Deep Breathing: You're Doing it Wrong.

Monday, October 20, 2014 by Meg   •   Filed under Treatment Techniques

It usually goes down something like this: someone comes in and says, “I heard deep breathing is supposed to help with anxiety, but it  makes me feel worse.”

Red flag number one.

They go on. “Sometimes, even if I feel okay to begin with, I feel dizzy or like I am about to pass out when I start taking deep breaths.”

Even though panic and anxiety can cause dizziness, tunnel vision and lightheadedness, I count this as red flag number two if it seems to be made worse by the breathing. 

From me, it takes two words to see if I am right: “Show me.”

After years of clinical practice, one thing is clear: you people have no idea how to breathe. This is especially true in those who have a history of trauma (due to bodily disconnection or dissociation) and those with overactive sympathetic nervous systems (such as those with anxiety disorders or depression). And deep breathing done the wrong way can actually make anxiety symptoms worse instead of alleviating them.

Why Breathing Matters: The Sympathetic Nervous System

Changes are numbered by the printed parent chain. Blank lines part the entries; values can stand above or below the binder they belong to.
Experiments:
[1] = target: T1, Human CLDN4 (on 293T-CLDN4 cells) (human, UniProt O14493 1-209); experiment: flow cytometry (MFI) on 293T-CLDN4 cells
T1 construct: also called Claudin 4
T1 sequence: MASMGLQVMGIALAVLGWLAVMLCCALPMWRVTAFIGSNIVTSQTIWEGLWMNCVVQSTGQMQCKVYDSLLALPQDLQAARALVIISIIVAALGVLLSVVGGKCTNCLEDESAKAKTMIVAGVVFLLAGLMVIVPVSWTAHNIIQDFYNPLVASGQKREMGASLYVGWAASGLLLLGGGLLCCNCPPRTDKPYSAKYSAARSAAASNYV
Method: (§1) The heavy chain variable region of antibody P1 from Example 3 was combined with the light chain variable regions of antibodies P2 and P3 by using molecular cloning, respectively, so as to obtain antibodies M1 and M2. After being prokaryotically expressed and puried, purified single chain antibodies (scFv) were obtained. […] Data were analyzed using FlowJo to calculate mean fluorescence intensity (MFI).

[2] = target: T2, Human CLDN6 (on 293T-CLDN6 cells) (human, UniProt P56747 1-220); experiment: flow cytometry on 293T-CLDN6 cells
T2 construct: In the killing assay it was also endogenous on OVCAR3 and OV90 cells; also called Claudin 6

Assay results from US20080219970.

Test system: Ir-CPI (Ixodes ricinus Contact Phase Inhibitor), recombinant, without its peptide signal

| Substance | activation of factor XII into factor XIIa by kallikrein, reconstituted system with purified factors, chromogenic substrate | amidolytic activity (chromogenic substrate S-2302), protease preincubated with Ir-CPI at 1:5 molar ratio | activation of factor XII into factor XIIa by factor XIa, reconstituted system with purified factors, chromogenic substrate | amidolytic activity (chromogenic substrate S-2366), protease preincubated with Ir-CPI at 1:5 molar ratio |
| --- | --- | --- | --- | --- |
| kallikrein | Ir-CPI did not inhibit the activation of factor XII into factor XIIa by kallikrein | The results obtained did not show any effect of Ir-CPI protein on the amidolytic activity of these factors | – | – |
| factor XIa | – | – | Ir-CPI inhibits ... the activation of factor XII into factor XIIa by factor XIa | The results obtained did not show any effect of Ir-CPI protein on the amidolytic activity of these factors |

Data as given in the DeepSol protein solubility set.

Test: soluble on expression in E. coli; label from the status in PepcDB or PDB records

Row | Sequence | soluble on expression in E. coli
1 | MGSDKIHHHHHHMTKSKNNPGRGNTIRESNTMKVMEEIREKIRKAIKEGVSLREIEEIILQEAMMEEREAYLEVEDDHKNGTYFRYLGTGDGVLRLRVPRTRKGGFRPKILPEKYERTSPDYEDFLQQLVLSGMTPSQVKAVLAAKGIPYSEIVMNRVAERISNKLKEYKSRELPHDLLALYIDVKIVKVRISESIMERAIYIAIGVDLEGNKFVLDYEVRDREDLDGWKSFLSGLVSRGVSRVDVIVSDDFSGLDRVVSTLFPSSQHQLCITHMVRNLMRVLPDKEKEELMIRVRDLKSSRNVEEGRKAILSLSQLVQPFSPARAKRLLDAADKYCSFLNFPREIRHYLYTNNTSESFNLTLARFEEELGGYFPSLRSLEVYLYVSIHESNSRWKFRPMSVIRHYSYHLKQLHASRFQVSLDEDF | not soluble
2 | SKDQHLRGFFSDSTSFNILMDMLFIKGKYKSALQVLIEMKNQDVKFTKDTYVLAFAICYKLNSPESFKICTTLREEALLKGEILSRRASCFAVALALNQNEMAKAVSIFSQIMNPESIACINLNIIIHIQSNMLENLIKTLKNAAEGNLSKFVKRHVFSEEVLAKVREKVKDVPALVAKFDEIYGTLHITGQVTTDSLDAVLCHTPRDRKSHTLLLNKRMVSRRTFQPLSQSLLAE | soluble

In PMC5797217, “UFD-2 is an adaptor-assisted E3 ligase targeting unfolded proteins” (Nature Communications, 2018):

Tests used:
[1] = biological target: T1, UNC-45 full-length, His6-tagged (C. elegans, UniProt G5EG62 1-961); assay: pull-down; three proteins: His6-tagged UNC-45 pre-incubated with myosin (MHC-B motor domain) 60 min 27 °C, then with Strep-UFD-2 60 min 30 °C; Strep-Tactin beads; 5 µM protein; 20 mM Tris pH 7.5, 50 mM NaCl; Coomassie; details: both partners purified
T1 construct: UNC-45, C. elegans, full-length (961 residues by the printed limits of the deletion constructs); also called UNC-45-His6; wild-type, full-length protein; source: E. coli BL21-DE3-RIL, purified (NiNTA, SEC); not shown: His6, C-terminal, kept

During the fight or flight response, we breathe more quickly, taking shorter, more shallow, breaths into the chest with longer inhales than exhales. This breathing is preparation: it increases oxygenation and revs us up. We may also get other panic symptoms like faster heart rate, tunnel vision, tingling in the hands and feet and the ever popular evacuation of bowels and bladder. (For more on these, check out: 8 Anxiety Symptoms You’ve Probably Experienced and Why They’re Necessary For Survival.) 

It makes sense for these things to happen in preparation for fleeing from a threat or defending ourselves from the same. But when our “deep breathing” technique is shallow chest breathing, we may inadvertently make things worse because chest breathing can stimulate the sympathetic system in the loop described above. Then we find ourselves wondering what’s wrong with us because we can’t calm down.